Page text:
January looking up for resort
Written by Alissa Johnson   
Wednesday, 09 January 2013
New Demo Center marks beginning of uphill program

It’s been a good holiday season at Crested Butte Mountain Resort (CBMR), where skier visits and room nights are up over last year. It’s not a silver bullet—January isn’t vying to outpace other winter months—but it’s up over last year, and that brings some extra enthusiasm to the beginning of the New Year.

 

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According to Erica Reiter, CBMR public relations and communications manager, room nights from December 24 through 31 were up 4 percent in skier visits and .5 percent in room nights compared to the same time last year.
Comparing the whole holiday season to last year, CBMR was up 7 percent in skier visits and skier visits in January are expected to be up 15 percent over last year.
“From what I’ve heard around town, January is up for many of the reservation businesses, which is definitely true for us up here at the resort. January is always a really tough month in the ski industry; after the holiday break and before President’s Weekend, but we are bucking the trend and are definitely excited about it. That’s not to say that numbers are huge, but it is a big improvement for us as a community,” Reiter said.
She added that the additional bookings at the resort include leisure group business like ski clubs and church groups, as well as the holiday break pushing into January. And of course, the snow doesn’t hurt.
That’s a boon during a season where the resort has added a few new offerings to its lineup, including a new Scarpa Skitrab Demo Center for uphill skiing and a giant air bag at the base of the tubing hill.
The demo center opened last week, giving locals and visitors alike the chance to try out lightweight touring gear. Skinning up the mountain in the early hours of the morning or after work has been growing in popularity as a way to get in some exercise and take a few turns in a more controlled environment than the backcountry.
The new demo center is part of efforts by CBMR to formalize their uphill program. An uphill pass has been required since the winter of 2009-2010, but under some proposed changes skiers without a downhill pass would pay a nominal seasonal fee, dog-friendly and dog-free routes would be established, and a possible all-day uphill trail could be created. That’s all pending approval from the Forest Service but once enacted, CBMR would become the first resort to formalize its uphill skiing program.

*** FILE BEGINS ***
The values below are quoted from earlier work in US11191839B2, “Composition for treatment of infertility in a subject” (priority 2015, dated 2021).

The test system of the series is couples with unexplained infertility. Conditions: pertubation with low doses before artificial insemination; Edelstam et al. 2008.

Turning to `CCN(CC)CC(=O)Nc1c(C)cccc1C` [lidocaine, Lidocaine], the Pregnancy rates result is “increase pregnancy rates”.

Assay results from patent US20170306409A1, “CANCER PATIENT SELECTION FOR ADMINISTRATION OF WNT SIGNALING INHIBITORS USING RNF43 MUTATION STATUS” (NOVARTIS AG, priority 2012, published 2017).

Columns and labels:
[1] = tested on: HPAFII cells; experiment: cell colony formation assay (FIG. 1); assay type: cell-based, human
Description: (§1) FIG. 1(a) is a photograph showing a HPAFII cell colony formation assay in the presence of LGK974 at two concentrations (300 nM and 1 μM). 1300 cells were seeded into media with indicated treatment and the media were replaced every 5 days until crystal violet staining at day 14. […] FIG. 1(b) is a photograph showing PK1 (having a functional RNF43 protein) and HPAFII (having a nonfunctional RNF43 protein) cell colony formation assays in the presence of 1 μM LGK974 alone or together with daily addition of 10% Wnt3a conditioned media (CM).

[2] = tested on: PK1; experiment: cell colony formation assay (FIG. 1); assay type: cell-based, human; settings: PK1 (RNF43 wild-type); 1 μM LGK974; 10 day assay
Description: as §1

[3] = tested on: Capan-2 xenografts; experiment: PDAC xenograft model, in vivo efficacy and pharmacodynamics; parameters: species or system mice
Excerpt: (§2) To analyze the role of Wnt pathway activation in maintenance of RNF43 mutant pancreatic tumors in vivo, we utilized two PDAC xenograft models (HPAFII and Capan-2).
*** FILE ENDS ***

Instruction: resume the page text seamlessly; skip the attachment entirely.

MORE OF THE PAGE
Community support for uphill skiing was a big motivating factor. “The enthusiasm in the community is one of the main reasons, and a lot of us are doing it up here,” said Reiter. “We are a very active community, and I’m not saying that other communities aren’t active, but Crested Butte does kind of take that to the next level.”
Reiter added that the resort wants to make it a safer and more enjoyable experience for uphill skiers by letting skiers know where to expect dogs and keeping skiers away from groomers and avalanche control work. Adding the demo center makes it possible for resort guests to give a try, too. It’s with that in mind that lightweight gear has been selected for the center.
“It’s definitely more of a touring setup, pretty lightweight so not a backcountry setup. But any guests wanting to try uphill skiing are not from 9,000 feet,” Reiter said. Lightweight gear will set them up for a better experience.
The demo rental comes with skis, poles, skins, boots and bindings, and according to Reiter it’s some of Scarpa’s best technology. The partnership with Scarpa was made possible by the Boulder company’s enthusiasm for the project, with both CEO Kim Miller and local Scarpa representative Kirk Haskell were on hand for the kick-off.
Now that it’s up and running, the demo center will be open from 9 a.m. to 6 p.m. every day and have early morning hours on Wednesdays and Saturdays from 6 to 9 a.m.
After hosting a series of three meetings to solicit input and ideas from the public, CBMR submitted a management plan to the Forest Service this week on Monday, January 7. Reiter expects the Forest Service to take a week or two to get back to the resort.
The air bag has also brought a new enthusiasm to the mountain, where it’s been used primarily for tubing (although Aaron Blunck did put it to use during a fundraiser to raise money for his training—collecting almost $5,000).
“It’s been really good. People have been having a ton of fun,” Reiter said, adding that the resort is hoping to make the air bag available for skiing and snowboarding now that the holiday rush is coming to a close.